Patent filing suggests iPhone owners could "comparison shop" providers

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In this article: iphone, patent, sim, world phone, WorldPhone
Patent filing suggests iPhone owners could "comparison shop" providers

An Apple patent filing spotted this week by AppleInsider details how Apple could allow iPhone users to comparison shop for the carrier of their choice and switch between carriers at will all from the iPhone without changing SIMs.

In "Method and Apparatus for Using a Wireless Communication Device with Multiple Service Providers," Apple says that, currently, mobile phone manufacturers must ship customized phones for each service provider. A more efficient means of handset distribution would be to ship one blank slate "world" iPhone with an embedded SIM that works on all carriers. Upon purchasing the phone, the user could then select which mobile carrier and plan he or she wants to use right from the device itself.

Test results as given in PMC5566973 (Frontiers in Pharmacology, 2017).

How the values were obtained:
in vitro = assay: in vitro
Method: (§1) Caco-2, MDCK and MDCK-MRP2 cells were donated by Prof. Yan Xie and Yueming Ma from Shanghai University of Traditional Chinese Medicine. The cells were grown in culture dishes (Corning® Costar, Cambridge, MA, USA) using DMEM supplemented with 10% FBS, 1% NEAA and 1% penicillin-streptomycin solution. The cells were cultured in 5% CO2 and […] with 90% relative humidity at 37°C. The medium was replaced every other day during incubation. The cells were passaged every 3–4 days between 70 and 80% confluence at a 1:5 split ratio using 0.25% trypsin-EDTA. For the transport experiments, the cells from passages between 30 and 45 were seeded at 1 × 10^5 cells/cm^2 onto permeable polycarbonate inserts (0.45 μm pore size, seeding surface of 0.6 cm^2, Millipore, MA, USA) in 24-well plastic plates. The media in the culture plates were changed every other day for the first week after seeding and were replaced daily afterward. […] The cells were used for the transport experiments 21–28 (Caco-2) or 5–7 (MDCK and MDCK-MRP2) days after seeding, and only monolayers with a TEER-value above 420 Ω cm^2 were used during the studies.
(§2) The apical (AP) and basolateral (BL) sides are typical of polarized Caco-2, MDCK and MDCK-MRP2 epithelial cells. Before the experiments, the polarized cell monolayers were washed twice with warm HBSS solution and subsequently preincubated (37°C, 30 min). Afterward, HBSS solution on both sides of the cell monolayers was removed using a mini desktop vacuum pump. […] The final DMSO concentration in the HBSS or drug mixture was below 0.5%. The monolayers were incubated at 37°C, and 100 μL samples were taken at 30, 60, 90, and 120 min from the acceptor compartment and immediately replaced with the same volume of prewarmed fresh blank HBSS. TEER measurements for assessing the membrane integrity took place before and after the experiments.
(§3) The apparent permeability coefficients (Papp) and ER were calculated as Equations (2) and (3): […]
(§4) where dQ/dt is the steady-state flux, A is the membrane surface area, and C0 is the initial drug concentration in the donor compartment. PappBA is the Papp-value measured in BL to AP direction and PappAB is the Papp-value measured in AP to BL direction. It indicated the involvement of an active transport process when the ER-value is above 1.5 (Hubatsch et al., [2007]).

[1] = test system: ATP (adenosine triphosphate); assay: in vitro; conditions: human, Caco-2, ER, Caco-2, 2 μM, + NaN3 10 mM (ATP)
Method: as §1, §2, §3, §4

Such an implementation would eliminate the need for users to choose beforehand what carrier they want the iPhone to work on. Additionally, Apple envisions a "customized user experience" that allows the user to change carriers at will, or switch to a new, local carrier while traveling internationally. Finally, the patent mentions the ability to display and sort various plans from mobile providers based on the user's needs. For example, a user who texts a lot would be shown plans that have a high text message limit and a user who surfs the web a lot would be shown plans that feature high or unlimited data allowances.

This patent is just another example of Apple looking out for the consumer first. I've got no doubt that, if ever implemented, such a service would be a huge hit. However, I highly doubt such technology will ever see the light of day -- at least anytime soon. Apple apparently approached European carriers about a similar technology last year and they all threatened to end iPhone subsidies if Apple carried through with their plans. Now that iMessages and FaceBook's Messenger app threaten the ridiculously overpriced text message plans offered by carriers, one can only assume that the carriers will hold onto whatever leverage they have to maintain sales.

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